A total of 39 patients were treated with a taxane for recurrent disease as later-line therapy. The median number of preceding regimens for metastatic disease was 3 (range 1-18). The overall response rate of later-line taxane-based treatment was 28.2%. The overall response rate with docetaxel was 15.4% and with paclitaxel 34.6% (table (table4).4). There were 7 patients who received taxane-based treatment as first-line and later-line therapy. With these 7 patients, the best response to the first-line therapy was 1 complete response, and the overall response was 47.1%, (1 (14.3%) complete and 3 (42.9%) partial responses); the best response to later-line therapy was 1 (14.3%) disease stabilization.
There is an increasing number of patients with metastatic breast cancer who are pretreated with taxanes in the (neo-) adjuvant situation. Therefore, it is essential to re-assess the efficacy of taxane-based treatment in this group of patients.
In this retrospective multicenter cohort study, we observed an overall response rate of 48.6%, consisting of 27.0% complete and 21.6% partial responses, with a median overall survival of 1.3 years in patients who received taxane-based treatment as first-line therapy. The response rate using taxane mono therapy was 40%, and using combination therapy, 54.5%. This is in the range of what was observed in trials including taxane-naive patients. 5 multicenter phase II trials for first-line treatment of metastatic breast cancer with docetaxel monotherapy of 75 or 100 mg/m2 reported an overall response rate between 38 and 68% and a median overall survival of 16.4 months across these studies , and a phase III study assessing docetaxel and doxorubicin reported a response rate of 48% . Docetaxel in combination with doxorubicin, doxorubicin/cyclophosphamide, and trastuzumab reached response rates of 59, 61, and 77%, respectively [18, 19, 20]. The response rate of paclitaxel monotherapy is largely dependent on dosing, infusion time and scheduling, and ranged between 22 and 62% [21, 22]. Combination of paclitaxel with doxorubicin as well as trastuzumab were highly effective, with response rates of 94 and 50%, but the former was associated with significant cardiotoxicity [23, 24].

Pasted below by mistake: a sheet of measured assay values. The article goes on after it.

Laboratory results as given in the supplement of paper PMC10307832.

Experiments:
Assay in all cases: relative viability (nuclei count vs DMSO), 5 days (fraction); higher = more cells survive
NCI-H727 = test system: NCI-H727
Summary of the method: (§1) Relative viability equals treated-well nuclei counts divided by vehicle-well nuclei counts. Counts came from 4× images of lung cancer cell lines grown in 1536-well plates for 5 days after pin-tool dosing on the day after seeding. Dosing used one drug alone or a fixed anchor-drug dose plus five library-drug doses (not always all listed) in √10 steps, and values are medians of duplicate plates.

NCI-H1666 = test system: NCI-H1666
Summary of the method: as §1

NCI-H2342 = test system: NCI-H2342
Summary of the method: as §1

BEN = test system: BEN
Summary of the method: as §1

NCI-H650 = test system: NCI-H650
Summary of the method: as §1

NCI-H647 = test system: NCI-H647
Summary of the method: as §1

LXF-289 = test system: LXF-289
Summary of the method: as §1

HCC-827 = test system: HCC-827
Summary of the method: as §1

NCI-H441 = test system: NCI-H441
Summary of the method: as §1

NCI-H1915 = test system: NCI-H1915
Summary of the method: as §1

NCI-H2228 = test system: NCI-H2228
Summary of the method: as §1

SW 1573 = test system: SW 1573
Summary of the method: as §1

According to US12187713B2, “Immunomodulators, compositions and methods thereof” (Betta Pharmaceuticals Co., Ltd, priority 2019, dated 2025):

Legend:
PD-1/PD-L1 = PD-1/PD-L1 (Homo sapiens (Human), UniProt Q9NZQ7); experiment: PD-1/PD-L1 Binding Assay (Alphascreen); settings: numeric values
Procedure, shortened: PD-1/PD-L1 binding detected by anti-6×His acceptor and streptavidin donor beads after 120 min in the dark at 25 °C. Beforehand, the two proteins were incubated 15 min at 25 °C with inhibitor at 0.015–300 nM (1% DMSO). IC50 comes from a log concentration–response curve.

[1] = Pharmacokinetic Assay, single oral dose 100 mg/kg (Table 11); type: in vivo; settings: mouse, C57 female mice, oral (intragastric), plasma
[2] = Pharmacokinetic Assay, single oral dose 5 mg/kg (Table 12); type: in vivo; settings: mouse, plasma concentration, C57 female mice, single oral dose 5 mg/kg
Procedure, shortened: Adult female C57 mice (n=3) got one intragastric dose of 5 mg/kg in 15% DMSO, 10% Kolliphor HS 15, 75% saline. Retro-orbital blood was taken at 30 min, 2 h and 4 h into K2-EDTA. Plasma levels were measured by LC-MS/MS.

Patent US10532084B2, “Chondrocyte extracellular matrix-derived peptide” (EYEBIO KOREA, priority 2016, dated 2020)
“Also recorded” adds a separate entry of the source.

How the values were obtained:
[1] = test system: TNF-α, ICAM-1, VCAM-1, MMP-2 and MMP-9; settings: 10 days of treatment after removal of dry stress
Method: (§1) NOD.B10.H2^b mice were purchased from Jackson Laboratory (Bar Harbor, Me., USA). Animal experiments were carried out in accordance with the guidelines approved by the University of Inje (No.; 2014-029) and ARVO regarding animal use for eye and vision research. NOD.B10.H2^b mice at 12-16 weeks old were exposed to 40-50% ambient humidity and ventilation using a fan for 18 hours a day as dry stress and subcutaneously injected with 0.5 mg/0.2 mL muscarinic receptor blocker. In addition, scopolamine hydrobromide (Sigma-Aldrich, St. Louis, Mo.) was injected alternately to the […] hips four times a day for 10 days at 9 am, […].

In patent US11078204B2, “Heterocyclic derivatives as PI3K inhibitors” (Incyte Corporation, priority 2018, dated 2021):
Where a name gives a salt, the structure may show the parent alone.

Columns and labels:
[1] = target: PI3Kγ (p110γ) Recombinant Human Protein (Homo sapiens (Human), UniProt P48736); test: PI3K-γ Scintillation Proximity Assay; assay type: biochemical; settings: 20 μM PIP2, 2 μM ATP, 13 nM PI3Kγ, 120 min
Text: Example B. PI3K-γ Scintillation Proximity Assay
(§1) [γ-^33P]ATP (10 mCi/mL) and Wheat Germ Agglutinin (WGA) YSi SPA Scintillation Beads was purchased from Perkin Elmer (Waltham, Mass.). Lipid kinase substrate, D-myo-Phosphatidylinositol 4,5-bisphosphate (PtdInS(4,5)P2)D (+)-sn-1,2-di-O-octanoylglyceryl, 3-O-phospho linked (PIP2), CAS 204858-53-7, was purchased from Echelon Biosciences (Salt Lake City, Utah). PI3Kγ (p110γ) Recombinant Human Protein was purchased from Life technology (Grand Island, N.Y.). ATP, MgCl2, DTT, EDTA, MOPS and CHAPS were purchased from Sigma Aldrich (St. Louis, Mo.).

The observed response rates with re-challenging a taxane appear higher than those with capecitabine, vinorelbine or ixabepilone in a similar setting, which were usually in the range of 20-30% .
The strongest predictors for the effect of taxane re-challenge were the presence of visceral metastasis and the duration of the disease-free interval. The observed higher response rate in patients with a longer disease-free interval can be explained by the assumption that tumors with high resistance to taxanes recur earlier. However, the observed response rate of 34.8% in patients with a disease-free interval of < 1 year shows that the use of taxanes in this specific population also represents a valid option. Furthermore, as we received information of approximately 30% of the target population, a selection bias cannot be ruled out.
The response rate of tumor phenotypes according to hormone and HER2 receptor status was not significantly different; however, the rate was highest in HER2-positive tumors (being treated additionally with an anti-HER2 agent). Surprisingly, triple-negative tumors usually considered to be highly resistant to palliative chemotherapy showed a response rate as high as 50%. This is in line with data with anthracyclines and taxanes as neoadjuvant therapy, with a high pathologic complete response rate [26, 27].
The re-challenge of taxanes at a later line resulted in a much lower response rate; however, these patients were heavily pretreated. Due to the small number and the wide heterogeneity of this population, the only firm conclusion that can be drawn from this cohort study is that a third use of taxanes does not seem to result in a clinical benefit for the patient (even with a good response at first line) and should be avoided.
Re-challenging taxane as first- or later-line treatment for patients with recurrent disease after (neo-)adjuvant taxane-based chemotherapy appears to be a reasonable option, also for patients with triple-negative tumors.
This project received unrestricted funding by Sanofi-Aventis, Germany.